If you want to see something a little unusual on your next outback adventure, Arno’s Wall should definitely be on your itinerary! This ‘monument’ is something a little bizarre that everyone should take time to see when visiting Qld’s outback town of Winton.
Arno Grotjhan’s wall(s) have been constructed over the past 30+ years, reach two metres high and extend for at least 70 metres and are made of concrete and rock from Arno’s opal mine at Opalton.
I was walking past the gates, video camera in hand, when 2 big dogs started growling at me from the back of the ute parked out the front. I took the long way round, and kept filming. On my way back past, a man came out the gates, telling the dogs to settle down. I thanked him and asked if these walls were his. He nodded, Chris joined us, and Aaron told told us all about the walls that his father had built.
Arno Grotjahan was one of Queensland’s most well-
While we were chatting, Chris looked at me, then back at Aaron, then back at me, then back at Aaron before asking ‘Were you on a TV show by any chance?’ Aaron nodded. ‘Yes, I’m Opal Hunters next top loser!’ he said laughing.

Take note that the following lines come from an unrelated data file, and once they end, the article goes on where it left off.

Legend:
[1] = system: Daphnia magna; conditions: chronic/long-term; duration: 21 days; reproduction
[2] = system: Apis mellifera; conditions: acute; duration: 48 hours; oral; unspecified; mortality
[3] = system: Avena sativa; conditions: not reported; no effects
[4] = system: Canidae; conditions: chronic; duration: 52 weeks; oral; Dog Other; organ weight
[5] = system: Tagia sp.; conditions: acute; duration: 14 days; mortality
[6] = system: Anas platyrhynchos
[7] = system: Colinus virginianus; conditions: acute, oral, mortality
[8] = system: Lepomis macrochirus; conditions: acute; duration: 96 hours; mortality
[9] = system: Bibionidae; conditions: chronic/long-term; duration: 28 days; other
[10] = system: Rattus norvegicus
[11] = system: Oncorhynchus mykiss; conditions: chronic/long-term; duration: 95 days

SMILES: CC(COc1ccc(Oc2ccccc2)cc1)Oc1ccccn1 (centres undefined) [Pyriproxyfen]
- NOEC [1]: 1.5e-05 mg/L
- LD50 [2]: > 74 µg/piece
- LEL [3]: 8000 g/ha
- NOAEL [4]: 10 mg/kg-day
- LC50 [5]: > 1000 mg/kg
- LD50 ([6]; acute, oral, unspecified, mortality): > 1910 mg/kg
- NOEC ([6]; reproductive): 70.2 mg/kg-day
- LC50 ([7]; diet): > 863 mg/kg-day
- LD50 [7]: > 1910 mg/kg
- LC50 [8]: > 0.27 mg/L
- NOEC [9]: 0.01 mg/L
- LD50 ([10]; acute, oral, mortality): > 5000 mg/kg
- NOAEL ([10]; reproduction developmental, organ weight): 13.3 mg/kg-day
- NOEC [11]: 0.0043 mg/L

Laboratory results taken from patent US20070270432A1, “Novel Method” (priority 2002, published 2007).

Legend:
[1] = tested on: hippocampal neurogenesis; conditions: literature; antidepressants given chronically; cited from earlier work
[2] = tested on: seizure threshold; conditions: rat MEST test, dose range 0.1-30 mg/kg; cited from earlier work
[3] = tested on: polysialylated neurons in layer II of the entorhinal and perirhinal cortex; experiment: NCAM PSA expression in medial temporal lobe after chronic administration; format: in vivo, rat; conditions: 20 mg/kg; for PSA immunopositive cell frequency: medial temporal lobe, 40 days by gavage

Aaron, who has now taken over from his father who is now deceased, invited us to come inside the gates for a sneak peek at what he’s got planned over the coming years. We met his mate, his cat and gained a lot of insight as to why these walls were built and his plans for the future. The backyard is overflowing with, what some people would call, junk, but according to Aaron – he has big plans for every piece of it.
These quirky walls are so much fun to look at – and the closer you look, the more quirkiness you see and the more fun you have! There are so many industrial and household items like typewriters, TV’s, entire motobikes, engines, sinks, sewing machines, wheels, ovens, nuts and bolts, appliances, springs, a letterbox, a petrol bowser and the list goes on.
Aaron is going to be finishing another wall and tidying things up so visitors can actually walk through the walls of art which have been made from items mostly scavenged from the Winton Dump.
It’s a great piece of Winton’s history concreted into the walls and floors at this property in the heart of the town, just behind Winton’s iconic North Gregory Hotel.